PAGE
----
Also I feel that monogamy has a very historical basis. Evolutionarily, it was more efficient to be in a pair bond forever because it allowed more access to resources. In today’s world, access to resources is not limited and people who are not in a pair bond are able to survive and function equally as those who are with a partner. Thus, the lack of monogamy seen in today’s world can be seen as an evolutionary process in which each individual person can survive and have access to all resources without a partner. Also, as said before, I think this lack of monogamy is due in part to our highly evolved emotional regulatory system that finds it rewarding to be around people, the more people the better, the more rewarding.

natsu's picture

What can the brain tell as about different forms of love?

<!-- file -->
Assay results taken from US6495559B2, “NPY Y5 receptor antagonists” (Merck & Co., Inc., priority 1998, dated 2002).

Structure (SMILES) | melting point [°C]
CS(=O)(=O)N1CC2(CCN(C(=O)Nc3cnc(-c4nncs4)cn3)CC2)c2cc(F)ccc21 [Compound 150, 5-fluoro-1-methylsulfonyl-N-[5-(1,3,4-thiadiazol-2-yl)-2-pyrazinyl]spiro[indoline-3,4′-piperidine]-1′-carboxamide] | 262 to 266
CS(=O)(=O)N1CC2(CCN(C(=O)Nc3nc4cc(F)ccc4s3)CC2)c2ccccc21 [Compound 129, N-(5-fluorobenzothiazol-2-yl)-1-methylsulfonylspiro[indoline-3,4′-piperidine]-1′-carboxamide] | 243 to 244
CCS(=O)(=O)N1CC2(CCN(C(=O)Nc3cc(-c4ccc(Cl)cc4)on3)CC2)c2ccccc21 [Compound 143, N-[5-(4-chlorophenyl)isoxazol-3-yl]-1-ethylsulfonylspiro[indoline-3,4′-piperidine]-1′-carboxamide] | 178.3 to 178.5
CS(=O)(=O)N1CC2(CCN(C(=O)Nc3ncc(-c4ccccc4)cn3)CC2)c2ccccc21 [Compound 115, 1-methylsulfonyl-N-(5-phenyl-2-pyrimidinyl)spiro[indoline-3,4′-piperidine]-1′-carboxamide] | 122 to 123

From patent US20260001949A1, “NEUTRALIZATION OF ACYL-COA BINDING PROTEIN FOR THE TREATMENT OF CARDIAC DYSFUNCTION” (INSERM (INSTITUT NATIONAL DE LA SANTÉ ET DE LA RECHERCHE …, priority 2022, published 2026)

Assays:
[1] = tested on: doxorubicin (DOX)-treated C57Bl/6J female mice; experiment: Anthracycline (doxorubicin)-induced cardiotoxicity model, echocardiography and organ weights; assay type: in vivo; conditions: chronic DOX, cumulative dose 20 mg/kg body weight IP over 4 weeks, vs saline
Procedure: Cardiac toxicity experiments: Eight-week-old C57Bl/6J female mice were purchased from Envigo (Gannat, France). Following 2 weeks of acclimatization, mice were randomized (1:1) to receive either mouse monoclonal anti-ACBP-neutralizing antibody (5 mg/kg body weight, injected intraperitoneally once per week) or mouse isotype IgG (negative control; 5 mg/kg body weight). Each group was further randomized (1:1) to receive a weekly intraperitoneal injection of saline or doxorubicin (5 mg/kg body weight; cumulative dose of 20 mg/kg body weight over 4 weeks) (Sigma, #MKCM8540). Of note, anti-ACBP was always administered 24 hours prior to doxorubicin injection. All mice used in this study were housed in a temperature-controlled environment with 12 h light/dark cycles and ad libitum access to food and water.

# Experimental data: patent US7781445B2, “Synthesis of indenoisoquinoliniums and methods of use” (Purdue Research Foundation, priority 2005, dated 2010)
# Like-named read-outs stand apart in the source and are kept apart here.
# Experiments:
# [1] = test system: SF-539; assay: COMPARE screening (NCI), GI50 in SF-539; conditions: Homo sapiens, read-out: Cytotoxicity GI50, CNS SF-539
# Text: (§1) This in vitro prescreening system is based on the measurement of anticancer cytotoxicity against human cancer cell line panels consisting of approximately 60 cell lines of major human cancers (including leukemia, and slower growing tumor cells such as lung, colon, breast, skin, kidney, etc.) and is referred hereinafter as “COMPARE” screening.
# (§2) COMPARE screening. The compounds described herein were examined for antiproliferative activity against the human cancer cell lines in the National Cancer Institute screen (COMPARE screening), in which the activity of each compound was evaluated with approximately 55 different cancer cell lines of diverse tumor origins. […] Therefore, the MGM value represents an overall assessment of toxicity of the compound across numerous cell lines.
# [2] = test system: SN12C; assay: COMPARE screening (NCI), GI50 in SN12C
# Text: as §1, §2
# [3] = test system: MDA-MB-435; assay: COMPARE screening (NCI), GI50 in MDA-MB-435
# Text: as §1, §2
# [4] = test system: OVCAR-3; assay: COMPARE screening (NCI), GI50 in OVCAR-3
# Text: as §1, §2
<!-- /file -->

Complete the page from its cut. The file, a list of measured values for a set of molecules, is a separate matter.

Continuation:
There are a lot of interesting topics that have already been raised above by others, but I wanted to write a little about a point that was brought up by Tamara and addressed by Alex at the beginning of class, which is the fact that there are multiple forms of love.  While I think they were talking about different kinds of love like romantic love, maternal love and friendship, I think it is also interesting that love exists in very different forms between different cultures.  For instance, even after living in the States for almost four years now, I am still amazed by the fact that people in this country seem to have a very strong form of love with their parents.  It always surprises me to hear people end their phone conversations with their parents with "I love you"  since I do not think most Japanese people would be thinking about love when they are talking to their parents (at least I don't).  It also seems that couples here have much higher expectations for their love relationship.  In Japan, when male workers have to work abroad, many decide on "tanshinfunin" without hesitation.  That is, if the spouse and family wish to stay in Japan, the father lives abroad for a couple of years on his own.  This is different from a separation and is totally acceptable in Japan, but I have heard that it is an unthinkable notion in western countries.